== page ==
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On The Front Lines

Likening NSA Surveillance to Abusive Colonial-Era General Warrants, Rutherford Institute Asks Appeals Court to Declare Domestic Spying Illegal

NEW YORK, N.Y. — Likening the National Security Agency’s (NSA) domestic spying program to a modern-day incarnation of the abusive colonial-era general warrants and writs of assistance which prompted the Framers of the U.S. Constitution to adopt the Fourth Amendment’s ban on unreasonable searches and seizures, The Rutherford Institute has asked the United States Court of Appeals for the Second Circuit to strike down the government’s surveillance program. In filing an amicus curiae brief in ACLU v. Clapper, Institute attorneys have asked the court to enforce the historic purposes of the Fourth Amendment by reversing a district court ruling that the government’s broad monitoring of citizens’ telephone calls does not constitute an illegal search.

“James Madison, who was one of the primary drafters of our Constitution, once warned that we should take alarm at the first experiment with our liberties,” stated John W. Whitehead, president of The Rutherford Institute and author of A Government of Wolves: The Emerging American Police State. “He also warned that ‘the essence of Government is power; and power, lodged as it must be in human hands, will ever be liable to abuse.’ To our detriment, we have failed to heed Madison’s warning. As a result, we now find ourselves operating in a strange paradigm where the government not only views the citizenry as suspects but treats them as suspects, as well. Thus, that the NSA is routinely operating outside of the law and overstepping its legal authority by carrying out surveillance on American citizens is not really much of a surprise. This is what happens when you give the government broad powers and allow government agencies to routinely sidestep the Constitution.”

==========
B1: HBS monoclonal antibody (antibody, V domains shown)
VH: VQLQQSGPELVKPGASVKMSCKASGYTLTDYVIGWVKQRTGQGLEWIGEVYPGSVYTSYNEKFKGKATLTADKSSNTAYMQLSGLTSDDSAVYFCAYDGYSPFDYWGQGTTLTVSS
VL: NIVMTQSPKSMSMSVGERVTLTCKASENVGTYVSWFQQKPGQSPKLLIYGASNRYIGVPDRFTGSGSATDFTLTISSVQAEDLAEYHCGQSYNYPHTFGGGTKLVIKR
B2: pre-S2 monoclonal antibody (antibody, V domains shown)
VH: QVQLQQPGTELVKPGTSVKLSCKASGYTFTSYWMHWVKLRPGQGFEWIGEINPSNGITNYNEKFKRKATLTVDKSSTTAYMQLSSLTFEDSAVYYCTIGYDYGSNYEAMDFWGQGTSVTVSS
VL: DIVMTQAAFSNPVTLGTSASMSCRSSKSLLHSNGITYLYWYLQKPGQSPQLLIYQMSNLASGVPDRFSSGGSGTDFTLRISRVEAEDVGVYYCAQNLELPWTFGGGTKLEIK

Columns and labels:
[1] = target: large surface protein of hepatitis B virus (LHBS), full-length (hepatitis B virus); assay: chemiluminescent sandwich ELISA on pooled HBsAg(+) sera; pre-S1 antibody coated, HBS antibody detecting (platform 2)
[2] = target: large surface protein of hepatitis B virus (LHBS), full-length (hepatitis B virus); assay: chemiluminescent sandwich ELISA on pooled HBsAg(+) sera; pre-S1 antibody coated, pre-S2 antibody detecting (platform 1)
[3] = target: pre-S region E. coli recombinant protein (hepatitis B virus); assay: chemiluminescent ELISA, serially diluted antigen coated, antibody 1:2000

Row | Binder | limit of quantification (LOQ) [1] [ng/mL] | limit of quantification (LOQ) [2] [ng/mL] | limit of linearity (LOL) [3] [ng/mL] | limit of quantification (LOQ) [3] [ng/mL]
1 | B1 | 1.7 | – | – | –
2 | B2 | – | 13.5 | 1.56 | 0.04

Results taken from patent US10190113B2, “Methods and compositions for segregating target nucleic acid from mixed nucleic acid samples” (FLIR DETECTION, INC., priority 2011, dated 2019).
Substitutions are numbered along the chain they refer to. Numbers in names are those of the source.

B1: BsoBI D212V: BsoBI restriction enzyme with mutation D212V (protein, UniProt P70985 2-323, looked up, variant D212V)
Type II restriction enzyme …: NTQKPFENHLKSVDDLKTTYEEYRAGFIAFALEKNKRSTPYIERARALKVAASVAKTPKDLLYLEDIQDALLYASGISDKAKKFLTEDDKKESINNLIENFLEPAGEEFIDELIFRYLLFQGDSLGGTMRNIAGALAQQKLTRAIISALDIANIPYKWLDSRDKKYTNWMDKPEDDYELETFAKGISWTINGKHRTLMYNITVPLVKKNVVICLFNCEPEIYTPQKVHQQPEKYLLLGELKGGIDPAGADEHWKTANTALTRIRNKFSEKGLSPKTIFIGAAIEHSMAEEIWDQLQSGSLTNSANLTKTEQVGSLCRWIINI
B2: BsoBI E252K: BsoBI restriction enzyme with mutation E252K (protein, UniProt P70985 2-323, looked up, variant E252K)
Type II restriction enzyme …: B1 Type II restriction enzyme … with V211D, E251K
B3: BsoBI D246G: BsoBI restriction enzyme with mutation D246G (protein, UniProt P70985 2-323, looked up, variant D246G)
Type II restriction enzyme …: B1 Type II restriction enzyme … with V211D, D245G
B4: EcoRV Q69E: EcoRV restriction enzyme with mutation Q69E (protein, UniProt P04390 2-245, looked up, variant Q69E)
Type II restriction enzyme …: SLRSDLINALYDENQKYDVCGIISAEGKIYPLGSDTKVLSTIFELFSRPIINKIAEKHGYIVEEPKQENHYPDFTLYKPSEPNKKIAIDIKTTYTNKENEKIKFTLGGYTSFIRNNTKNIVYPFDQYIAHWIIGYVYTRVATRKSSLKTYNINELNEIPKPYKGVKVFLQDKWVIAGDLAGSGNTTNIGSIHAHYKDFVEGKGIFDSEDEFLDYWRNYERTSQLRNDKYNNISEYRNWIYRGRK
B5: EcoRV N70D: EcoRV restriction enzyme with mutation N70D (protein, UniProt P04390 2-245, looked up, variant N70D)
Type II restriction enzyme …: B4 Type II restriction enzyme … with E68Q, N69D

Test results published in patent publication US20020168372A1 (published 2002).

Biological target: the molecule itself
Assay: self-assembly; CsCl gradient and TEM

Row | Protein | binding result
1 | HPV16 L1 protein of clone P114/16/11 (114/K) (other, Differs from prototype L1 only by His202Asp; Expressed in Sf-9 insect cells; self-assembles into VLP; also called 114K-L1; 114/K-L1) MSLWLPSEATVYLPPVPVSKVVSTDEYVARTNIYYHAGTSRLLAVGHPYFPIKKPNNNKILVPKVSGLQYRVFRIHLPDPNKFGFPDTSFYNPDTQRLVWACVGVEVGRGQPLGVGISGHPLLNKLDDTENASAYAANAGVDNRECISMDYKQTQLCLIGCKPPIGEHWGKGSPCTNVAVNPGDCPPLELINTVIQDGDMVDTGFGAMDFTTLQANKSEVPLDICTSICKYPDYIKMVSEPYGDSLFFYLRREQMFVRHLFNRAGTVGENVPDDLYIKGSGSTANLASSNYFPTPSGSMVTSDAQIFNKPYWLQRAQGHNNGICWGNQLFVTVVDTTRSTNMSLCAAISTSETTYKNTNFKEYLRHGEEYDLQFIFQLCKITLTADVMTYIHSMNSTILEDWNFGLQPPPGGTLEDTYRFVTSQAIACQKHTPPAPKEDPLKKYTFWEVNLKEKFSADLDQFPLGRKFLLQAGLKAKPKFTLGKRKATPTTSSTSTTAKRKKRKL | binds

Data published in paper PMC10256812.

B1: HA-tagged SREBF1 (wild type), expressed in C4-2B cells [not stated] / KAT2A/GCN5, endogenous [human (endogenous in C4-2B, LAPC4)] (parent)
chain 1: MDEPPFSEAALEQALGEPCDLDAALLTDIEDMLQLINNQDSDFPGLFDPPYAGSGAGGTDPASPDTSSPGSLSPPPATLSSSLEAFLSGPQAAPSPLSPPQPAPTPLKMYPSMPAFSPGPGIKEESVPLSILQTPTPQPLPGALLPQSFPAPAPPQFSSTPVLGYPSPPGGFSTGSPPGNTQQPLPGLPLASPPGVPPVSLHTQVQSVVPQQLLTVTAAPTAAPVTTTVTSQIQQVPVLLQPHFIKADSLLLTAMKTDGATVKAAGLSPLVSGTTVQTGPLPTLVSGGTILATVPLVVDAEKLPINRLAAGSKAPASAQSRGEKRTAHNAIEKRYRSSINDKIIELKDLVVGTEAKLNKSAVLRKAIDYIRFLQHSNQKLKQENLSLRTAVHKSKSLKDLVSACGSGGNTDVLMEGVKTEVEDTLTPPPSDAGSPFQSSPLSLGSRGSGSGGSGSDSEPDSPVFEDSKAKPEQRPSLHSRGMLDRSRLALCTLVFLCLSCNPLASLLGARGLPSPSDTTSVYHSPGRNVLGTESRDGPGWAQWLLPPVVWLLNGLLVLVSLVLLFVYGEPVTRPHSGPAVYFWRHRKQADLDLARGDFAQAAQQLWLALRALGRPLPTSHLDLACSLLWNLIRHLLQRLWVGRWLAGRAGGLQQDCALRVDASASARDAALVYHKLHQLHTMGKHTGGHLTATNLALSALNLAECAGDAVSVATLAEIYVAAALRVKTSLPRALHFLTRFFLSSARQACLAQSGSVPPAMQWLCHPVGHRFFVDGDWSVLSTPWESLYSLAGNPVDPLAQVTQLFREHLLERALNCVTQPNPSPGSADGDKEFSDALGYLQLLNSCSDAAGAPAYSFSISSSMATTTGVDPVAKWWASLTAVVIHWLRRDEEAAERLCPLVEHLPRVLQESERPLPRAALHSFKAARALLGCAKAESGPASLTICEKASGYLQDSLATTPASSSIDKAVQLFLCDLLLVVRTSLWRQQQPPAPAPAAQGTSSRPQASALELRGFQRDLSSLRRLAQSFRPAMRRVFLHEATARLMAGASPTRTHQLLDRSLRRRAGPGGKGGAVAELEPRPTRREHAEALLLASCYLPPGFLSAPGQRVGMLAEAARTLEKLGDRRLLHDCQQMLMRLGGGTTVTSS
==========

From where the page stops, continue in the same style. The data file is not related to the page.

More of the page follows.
In the weeks after the September 11, 2001, terrorist attacks, the NSA began a program of collecting telephone call records in bulk. After continuing the program without judicial authorization, in 2006, the government sought and obtained authorization from the FISC, a special court established to consider government applications for surveillance of foreign agents and which conducts its activities largely in secret. The 2006 order, which has been renewed several times since, allows the NSA to collect “telephony metadata,” which includes the telephone numbers placing and receiving the call, the date, time and duration of the call, and other session-identifying information, and applies to every call placed or received within the United States. The government retains this information and has the ability to conduct computer analysis to determine patterns of behavior that can reveal personal information about citizens.

The program remained secret until June 2013 when information leaked by former NSA contractor Edward Snowden was made public. That same month, the American Civil Liberties Union and affiliated entities filed a lawsuit alleging that the program violated statutory restrictions imposed by the Foreign Intelligence Surveillance Act and the Fourth Amendment. In December 2013, a federal district court in New York rejected the legal challenge to the government’s surveillance and upheld the program, ruling that because telephone users “voluntarily” disclose information to telephone companies, the collection of information by the government does not constitute an illegal search. In weighing in on the case, The Rutherford Institute argues that “the bulk metadata collection order is no different from the abusive general warrants colonies suffered under and which were intended to be outlawed with the adoption of the Bill of Rights.” Institute attorneys have asked the court to reverse the lower court decision on the grounds that it runs headlong against the principles and purposes that were the foundation for the adoption of Bill of Rights prohibition on unreasonable searches and seizures.


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